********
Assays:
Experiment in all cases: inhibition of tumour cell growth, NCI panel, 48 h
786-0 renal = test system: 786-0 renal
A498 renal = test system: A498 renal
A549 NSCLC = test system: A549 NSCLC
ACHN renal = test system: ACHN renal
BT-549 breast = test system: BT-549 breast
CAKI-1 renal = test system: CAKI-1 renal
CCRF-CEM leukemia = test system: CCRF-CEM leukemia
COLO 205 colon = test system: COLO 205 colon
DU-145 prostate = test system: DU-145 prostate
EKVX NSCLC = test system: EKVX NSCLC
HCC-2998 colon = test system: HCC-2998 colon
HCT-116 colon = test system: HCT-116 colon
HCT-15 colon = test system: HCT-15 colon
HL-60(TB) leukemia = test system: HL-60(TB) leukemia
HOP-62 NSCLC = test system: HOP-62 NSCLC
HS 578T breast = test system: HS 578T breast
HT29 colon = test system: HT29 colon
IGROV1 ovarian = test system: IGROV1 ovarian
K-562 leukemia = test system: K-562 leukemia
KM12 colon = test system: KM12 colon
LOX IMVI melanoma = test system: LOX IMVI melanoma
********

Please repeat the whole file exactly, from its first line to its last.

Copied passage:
Assays:
Experiment in all cases: inhibition of tumour cell growth, NCI panel, 48 h
786-0 renal = test system: 786-0 renal
A498 renal = test system: A498 renal
A549 NSCLC = test system: A549 NSCLC
ACHN renal = test system: ACHN renal
BT-549 breast = test system: BT-549 breast
CAKI-1 renal = test system: CAKI-1 renal
CCRF-CEM leukemia = test system: CCRF-CEM leukemia
COLO 205 colon = test system: COLO 205 colon
DU-145 prostate = test system: DU-145 prostate
EKVX NSCLC = test system: EKVX NSCLC
HCC-2998 colon = test system: HCC-2998 colon
HCT-116 colon = test system: HCT-116 colon
HCT-15 colon = test system: HCT-15 colon
HL-60(TB) leukemia = test system: HL-60(TB) leukemia
HOP-62 NSCLC = test system: HOP-62 NSCLC
HS 578T breast = test system: HS 578T breast
HT29 colon = test system: HT29 colon
IGROV1 ovarian = test system: IGROV1 ovarian
K-562 leukemia = test system: K-562 leukemia
KM12 colon = test system: KM12 colon
LOX IMVI melanoma = test system: LOX IMVI melanoma